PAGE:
That wasn’t the saddest part. No, the saddest part was one I should have known this was coming as it was touted as a feature: the game’s pace. This game is fast paced, oh so very fast. The game was designed and touted to be playable by new fans, not just those of the RPG genre. However in doing so the game lost what makes the genre so unique and engrossing.

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Lengthy CGI cut-Scenes? Gone, too expensive and people find them boring. Exposition and world building? Ditto for boring, keeps people from the action. Touching moments of levity and connections? They’re here, just now they happen on the field and sometimes in battle... yes characters still talk about others’ cup sizes but now, now it’s when they are fighting gigantic plants.

By making it accessible to more people, the developers forgot what made it a JRPG in the first place. By making it so fast the game is short, even the extra and optional content is as soulless as the designs. Primarily fetch quests and move here, kill that type missions. Ironically the most fun I had with the game was playing it on my Vita via Remote Play - for some reason the game felt more at home on the small screen then it ever did on the TV. Perhaps because sadly it has the design ethos of one, where cutting corners wasn’t exactly a minus.

Gabriel Celeste

On top of all that the game is painfully easy. In an attempt to simplify the game, new levels and strength came over you like water in the ocean. Only rarely did the game truly challenge you, even the mighty Gabriel Celeste fell to my blade relatively quickly. This though was inspite of the chaotic and poorly conceived six party battle system that was often times more aggravating then fun.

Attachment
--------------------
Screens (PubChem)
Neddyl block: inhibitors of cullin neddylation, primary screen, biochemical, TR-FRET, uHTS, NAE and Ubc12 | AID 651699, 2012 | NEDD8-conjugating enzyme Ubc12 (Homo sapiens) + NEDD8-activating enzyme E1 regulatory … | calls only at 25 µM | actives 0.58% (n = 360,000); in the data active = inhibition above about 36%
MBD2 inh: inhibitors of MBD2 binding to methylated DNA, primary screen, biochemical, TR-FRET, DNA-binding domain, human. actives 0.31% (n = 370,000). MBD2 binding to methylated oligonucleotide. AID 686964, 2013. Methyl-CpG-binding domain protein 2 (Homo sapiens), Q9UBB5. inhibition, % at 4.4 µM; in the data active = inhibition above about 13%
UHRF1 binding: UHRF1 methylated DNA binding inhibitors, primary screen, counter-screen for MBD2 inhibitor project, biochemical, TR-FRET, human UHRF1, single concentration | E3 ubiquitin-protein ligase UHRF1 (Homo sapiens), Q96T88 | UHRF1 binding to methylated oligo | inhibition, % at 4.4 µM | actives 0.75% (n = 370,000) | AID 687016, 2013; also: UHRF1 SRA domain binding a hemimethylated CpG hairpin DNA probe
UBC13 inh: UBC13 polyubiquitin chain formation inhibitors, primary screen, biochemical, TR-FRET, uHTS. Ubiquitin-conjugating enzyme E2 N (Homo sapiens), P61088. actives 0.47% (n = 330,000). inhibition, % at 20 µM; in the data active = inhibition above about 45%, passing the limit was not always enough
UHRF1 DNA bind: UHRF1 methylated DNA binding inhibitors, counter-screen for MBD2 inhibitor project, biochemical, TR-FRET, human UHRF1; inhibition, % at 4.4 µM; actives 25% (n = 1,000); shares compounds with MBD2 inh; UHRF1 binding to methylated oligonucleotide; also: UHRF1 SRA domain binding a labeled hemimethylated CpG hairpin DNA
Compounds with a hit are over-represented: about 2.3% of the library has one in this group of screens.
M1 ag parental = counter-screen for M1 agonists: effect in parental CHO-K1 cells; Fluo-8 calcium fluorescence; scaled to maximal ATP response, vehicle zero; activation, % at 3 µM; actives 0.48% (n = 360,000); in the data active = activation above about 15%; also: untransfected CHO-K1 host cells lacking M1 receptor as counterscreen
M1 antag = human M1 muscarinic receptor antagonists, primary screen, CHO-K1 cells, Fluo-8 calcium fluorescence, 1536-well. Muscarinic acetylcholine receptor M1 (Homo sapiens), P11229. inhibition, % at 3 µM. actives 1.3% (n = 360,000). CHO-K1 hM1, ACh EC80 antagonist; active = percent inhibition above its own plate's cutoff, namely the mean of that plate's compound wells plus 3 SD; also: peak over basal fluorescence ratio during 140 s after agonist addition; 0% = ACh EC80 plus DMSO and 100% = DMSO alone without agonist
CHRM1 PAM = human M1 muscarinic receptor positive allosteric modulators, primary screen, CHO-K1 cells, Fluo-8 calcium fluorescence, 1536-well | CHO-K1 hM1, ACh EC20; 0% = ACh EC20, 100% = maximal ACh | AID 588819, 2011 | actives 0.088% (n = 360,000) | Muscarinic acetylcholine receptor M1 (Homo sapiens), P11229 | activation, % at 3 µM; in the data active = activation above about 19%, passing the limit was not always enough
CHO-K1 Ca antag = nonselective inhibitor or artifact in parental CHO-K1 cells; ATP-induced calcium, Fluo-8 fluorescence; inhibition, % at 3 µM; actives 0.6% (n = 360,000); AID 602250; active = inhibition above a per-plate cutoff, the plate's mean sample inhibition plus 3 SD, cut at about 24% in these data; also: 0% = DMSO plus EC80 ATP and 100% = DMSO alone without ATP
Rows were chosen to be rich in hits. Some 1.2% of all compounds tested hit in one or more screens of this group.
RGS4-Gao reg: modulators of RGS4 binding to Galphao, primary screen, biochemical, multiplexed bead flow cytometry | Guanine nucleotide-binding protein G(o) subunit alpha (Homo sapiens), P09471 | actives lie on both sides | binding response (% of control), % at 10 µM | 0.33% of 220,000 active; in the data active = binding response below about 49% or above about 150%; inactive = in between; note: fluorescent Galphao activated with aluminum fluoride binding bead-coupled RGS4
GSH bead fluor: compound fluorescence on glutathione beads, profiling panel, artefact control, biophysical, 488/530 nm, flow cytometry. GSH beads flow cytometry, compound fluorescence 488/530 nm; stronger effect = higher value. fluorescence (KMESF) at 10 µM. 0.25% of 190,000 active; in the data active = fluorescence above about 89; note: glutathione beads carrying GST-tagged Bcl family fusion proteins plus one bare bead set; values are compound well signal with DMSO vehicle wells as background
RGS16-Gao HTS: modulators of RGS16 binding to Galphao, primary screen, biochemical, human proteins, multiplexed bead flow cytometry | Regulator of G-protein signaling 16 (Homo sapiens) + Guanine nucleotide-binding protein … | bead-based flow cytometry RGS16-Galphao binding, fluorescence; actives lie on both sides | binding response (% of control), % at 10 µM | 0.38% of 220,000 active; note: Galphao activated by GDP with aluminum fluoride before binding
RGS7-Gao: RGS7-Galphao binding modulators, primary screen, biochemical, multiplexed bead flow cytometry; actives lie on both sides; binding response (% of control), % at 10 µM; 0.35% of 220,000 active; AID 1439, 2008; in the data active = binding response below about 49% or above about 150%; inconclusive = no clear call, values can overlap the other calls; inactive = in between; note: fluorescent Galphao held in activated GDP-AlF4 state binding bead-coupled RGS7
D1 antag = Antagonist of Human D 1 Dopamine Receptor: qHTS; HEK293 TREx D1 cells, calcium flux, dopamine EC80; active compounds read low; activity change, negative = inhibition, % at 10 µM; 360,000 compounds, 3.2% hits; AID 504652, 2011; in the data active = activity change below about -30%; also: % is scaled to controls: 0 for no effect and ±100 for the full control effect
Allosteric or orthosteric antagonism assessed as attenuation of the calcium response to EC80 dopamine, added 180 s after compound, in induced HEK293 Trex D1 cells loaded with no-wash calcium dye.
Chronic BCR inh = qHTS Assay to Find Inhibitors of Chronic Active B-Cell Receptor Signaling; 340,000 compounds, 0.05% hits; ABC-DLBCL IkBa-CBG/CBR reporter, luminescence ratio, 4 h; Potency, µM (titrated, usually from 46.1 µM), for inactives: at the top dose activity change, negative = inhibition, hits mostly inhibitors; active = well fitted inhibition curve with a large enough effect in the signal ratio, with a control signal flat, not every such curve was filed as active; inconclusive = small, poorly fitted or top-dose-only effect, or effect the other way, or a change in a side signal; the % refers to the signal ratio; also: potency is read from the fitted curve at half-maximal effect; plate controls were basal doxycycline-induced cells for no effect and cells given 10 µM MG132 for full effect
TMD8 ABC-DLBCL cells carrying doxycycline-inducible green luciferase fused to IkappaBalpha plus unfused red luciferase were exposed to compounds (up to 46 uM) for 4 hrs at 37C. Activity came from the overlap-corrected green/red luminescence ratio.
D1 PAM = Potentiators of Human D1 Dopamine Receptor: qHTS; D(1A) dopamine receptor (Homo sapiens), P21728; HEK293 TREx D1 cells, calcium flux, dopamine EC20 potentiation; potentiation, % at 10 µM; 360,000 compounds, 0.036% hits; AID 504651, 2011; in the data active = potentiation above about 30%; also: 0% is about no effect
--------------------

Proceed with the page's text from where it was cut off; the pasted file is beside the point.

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It’s final sin and for this writer its greatest sin must be the fact this STAR OCEAN game forgot the star ocean... as the majority of the game takes place on the same medieval style world. While there is the requisite spaceships and the odd cool use of extra dimensional rifts, that stuff is far too rare. Hell, a climactic space battle is never actually shown, instead we see lines converging on circles on a Heads Up Display. Likely the studio was too cheap to animate the actual battle.

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Star Ocean V: Integrity and Faithlessness isn’t a terrible game, I have been blessed with not playing one of those this year. It was merely my most disappointing, much like Fallout 4 before it which shares this dubious title for 2015 Star Ocean V could have, nay SHOULD HAVE been good. Tri-Ace could have returned us to the rich world they have crafted over these many years, instead searching for mainstream gold and they lost their way. Hopefully this won’t be our last dive into the world of Star Ocean as I know there are stories worth telling. This was just not the way to do it.

PS: Welch Vinyard the awesome immortal is still awesome in this game.